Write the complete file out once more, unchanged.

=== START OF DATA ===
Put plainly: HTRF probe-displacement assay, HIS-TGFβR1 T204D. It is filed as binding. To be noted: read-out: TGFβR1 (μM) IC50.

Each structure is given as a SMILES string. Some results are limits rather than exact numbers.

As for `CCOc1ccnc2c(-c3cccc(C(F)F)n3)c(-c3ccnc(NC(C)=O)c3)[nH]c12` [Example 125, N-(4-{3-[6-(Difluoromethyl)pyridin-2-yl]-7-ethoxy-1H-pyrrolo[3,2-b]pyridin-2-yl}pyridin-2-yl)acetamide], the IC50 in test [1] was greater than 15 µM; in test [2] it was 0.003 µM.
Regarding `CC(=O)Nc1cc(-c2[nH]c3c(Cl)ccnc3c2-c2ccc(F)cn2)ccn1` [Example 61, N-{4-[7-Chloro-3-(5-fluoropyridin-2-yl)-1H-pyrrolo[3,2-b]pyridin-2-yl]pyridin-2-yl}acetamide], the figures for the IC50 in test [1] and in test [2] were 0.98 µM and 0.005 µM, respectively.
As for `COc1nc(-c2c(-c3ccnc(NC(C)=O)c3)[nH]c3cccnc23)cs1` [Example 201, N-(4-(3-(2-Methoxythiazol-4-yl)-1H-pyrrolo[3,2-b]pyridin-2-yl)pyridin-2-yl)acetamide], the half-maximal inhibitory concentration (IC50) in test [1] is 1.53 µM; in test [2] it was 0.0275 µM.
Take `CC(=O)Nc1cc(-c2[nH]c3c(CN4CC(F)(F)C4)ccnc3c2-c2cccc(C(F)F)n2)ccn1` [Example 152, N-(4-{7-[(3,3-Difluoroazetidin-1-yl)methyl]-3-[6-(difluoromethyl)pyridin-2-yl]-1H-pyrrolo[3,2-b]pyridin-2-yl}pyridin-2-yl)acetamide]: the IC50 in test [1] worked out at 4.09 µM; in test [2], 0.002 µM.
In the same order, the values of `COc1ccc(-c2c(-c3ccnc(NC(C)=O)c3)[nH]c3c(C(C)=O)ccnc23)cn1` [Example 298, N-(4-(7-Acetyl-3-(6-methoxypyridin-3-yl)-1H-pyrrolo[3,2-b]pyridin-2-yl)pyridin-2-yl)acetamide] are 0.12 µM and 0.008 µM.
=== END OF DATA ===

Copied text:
Put plainly: HTRF probe-displacement assay, HIS-TGFβR1 T204D. It is filed as binding. To be noted: read-out: TGFβR1 (μM) IC50.

Each structure is given as a SMILES string. Some results are limits rather than exact numbers.

As for `CCOc1ccnc2c(-c3cccc(C(F)F)n3)c(-c3ccnc(NC(C)=O)c3)[nH]c12` [Example 125, N-(4-{3-[6-(Difluoromethyl)pyridin-2-yl]-7-ethoxy-1H-pyrrolo[3,2-b]pyridin-2-yl}pyridin-2-yl)acetamide], the IC50 in test [1] was greater than 15 µM; in test [2] it was 0.003 µM.
Regarding `CC(=O)Nc1cc(-c2[nH]c3c(Cl)ccnc3c2-c2ccc(F)cn2)ccn1` [Example 61, N-{4-[7-Chloro-3-(5-fluoropyridin-2-yl)-1H-pyrrolo[3,2-b]pyridin-2-yl]pyridin-2-yl}acetamide], the figures for the IC50 in test [1] and in test [2] were 0.98 µM and 0.005 µM, respectively.
As for `COc1nc(-c2c(-c3ccnc(NC(C)=O)c3)[nH]c3cccnc23)cs1` [Example 201, N-(4-(3-(2-Methoxythiazol-4-yl)-1H-pyrrolo[3,2-b]pyridin-2-yl)pyridin-2-yl)acetamide], the half-maximal inhibitory concentration (IC50) in test [1] is 1.53 µM; in test [2] it was 0.0275 µM.
Take `CC(=O)Nc1cc(-c2[nH]c3c(CN4CC(F)(F)C4)ccnc3c2-c2cccc(C(F)F)n2)ccn1` [Example 152, N-(4-{7-[(3,3-Difluoroazetidin-1-yl)methyl]-3-[6-(difluoromethyl)pyridin-2-yl]-1H-pyrrolo[3,2-b]pyridin-2-yl}pyridin-2-yl)acetamide]: the IC50 in test [1] worked out at 4.09 µM; in test [2], 0.002 µM.
In the same order, the values of `COc1ccc(-c2c(-c3ccnc(NC(C)=O)c3)[nH]c3c(C(C)=O)ccnc23)cn1` [Example 298, N-(4-(7-Acetyl-3-(6-methoxypyridin-3-yl)-1H-pyrrolo[3,2-b]pyridin-2-yl)pyridin-2-yl)acetamide] are 0.12 µM and 0.008 µM.